Women have evolved faster and better...

Vinaya Patil
Saturday, 24 June 2017

Says author and journalist Kusum Choppra, as she speaks of her recently published book.

A journalist for close to four decades, Kusum Choppra turned to writing a decade ago and has published four novels so far, including Mastani, Beyond Diamond Rings and a short story collection called Nirbhaya and others who dared. We catch up with her in Pune to chat about her new book, Silver Dreams. Excerpts:

Says author and journalist Kusum Choppra, as she speaks of her recently published book.

A journalist for close to four decades, Kusum Choppra turned to writing a decade ago and has published four novels so far, including Mastani, Beyond Diamond Rings and a short story collection called Nirbhaya and others who dared. We catch up with her in Pune to chat about her new book, Silver Dreams. Excerpts:

How did you get to writing Silver Dreams?
Very broad question. First things first, it is the only such English book (romance) for senior citizens. We have enough and more books that speak of romance for youngsters. Beyond a point, it gets boring. I was tired of reading the same stuff over and over again. And being a senior citizen myself, I thought why not write something for people my age! Something senior citizens can relate to and that reminds us of our younger days and has meat. That’s how I got to writing this book in 2015.

About the book...
The plot revolves around two senior citizens — Kinnary and Rana — who meet in a retirement home, and the romance that brews between the two. It talks about handling a sensitive relation, while facing the odds that society poses for a couple, who want to come together in their silver innings. The book travels to a number of places — Mumbai, Delhi, West Indies, Thailand etc — where the protagonists meet their respective children and try to bring them into the fold of one single family.

Were the characters inspired by someone in your life?
(Laughs) I am still in love with Rana. He is a handsome man in his 70s, who sings amazing Hindi songs in a ‘sexy’ voice. I had given a print of the first couple of chapters that I wrote to some friends. I needed their review. The very next day, a friend called, and said, ‘Can you give me Rana’s contact?’, and I responded, ‘What will happen to my Kinnary then?’ Jokes apart, Rana is this dream boy coming completely out of my head; no resemblance whatsoever with anyone.

Kinnary is like everyone’s grandma. She is this eternal optimist, trying to soothe tempers and negativity. She always sees the positive in every situation and convinces Rana to let bygones be bygones. She uses all her wisdom of 60 years to handle situations. Both of them are in love with flowers. Rana loves planting them and Kinnary, appreciating their beauty.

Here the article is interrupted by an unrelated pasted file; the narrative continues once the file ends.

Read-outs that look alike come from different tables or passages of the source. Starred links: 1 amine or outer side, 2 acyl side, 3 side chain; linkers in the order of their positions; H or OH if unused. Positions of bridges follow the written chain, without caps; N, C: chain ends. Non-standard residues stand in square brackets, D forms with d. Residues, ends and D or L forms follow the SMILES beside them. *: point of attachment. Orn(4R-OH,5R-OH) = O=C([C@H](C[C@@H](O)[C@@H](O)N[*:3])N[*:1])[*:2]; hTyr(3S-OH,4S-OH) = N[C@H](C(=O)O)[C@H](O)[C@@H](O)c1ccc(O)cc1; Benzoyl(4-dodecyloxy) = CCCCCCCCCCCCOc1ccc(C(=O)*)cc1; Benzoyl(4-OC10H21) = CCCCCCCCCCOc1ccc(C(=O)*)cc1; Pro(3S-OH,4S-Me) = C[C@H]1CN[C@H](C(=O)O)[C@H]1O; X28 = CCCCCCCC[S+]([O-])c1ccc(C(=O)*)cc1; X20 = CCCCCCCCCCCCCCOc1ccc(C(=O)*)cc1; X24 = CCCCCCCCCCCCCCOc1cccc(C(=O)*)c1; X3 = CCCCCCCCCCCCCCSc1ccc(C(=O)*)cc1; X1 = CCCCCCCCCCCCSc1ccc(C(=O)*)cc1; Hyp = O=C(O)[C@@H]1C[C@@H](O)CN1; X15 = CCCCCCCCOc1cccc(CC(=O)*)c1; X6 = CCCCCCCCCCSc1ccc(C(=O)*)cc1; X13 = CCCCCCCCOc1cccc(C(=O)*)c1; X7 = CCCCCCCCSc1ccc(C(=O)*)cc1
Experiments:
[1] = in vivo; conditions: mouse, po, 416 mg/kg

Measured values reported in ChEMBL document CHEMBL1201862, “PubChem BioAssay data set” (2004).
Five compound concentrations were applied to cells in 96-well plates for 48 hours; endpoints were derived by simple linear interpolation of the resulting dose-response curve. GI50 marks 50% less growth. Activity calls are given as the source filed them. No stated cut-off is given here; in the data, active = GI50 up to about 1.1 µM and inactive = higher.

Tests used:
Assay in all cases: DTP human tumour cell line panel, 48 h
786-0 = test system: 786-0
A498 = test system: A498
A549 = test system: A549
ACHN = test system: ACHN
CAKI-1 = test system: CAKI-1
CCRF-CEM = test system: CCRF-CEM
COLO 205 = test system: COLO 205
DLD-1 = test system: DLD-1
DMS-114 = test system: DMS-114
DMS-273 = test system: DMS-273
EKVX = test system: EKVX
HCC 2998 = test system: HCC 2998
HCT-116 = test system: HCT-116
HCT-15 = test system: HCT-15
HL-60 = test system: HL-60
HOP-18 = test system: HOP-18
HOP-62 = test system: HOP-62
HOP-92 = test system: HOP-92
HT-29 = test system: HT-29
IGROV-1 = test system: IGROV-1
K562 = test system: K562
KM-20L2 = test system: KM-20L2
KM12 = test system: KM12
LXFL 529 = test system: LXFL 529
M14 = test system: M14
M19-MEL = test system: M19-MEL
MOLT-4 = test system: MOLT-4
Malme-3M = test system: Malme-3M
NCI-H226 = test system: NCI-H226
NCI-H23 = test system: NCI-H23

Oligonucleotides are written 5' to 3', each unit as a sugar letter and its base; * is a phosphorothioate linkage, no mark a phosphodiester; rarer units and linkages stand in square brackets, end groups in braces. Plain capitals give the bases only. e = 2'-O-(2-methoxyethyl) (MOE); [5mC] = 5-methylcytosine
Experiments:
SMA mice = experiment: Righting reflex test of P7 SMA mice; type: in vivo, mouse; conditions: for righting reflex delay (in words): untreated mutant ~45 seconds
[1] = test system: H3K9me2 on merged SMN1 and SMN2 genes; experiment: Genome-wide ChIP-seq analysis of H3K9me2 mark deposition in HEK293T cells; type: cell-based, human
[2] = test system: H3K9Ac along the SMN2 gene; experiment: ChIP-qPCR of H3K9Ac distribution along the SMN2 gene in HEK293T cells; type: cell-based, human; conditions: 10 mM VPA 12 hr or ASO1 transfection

What about the taboo surrounding romance between senior citizens?
I wonder why it is a taboo. Why don’t they have the right to find love? My book has a number of romantic scenes and even three sex scenes. A reader told me that it is after reading Silver Dreams that he realised senior citizens too could have sex.

You seem to have strong female characters in all your books. Tell us about them.

Yes, very much. My second book, Beyond Diamond Rings speaks of a Sindhi family and the post-Partition turmoil that the family went through. It’s the women of the house that keep it bonded. Even in Mastani, I have told the story from her point of view. We have constantly had history talk about her as the ‘Muslim dancer’. But that’s not true. She was much more than that, and rather hardly that. 

Nirbhaya and others who dared is also a collection of short stories about women. The stories talk about rape, widowhood, incest, impotency and other such less-spoken issues that bog women. So yes, I like to talk about strong women and the way they give it back to life. I believe that women have evolved much faster and much better as compared to men, over the years.

What next?
I am working on a ‘collaborative novel’. We are a group of 10 authors writing one single story. It’s a novel concept and began with a story I had written long ago. Each of us writes one chapter and we weave the story together. We are more than halfway through the book. 

It is an extremely challenging thing to do. Ten of us get an equal number of perspectives to the story, and we are a cross section consisting of doctors, teachers, and writers. It should be out next year.

The author can be followed on Twitter @vinaya_patil

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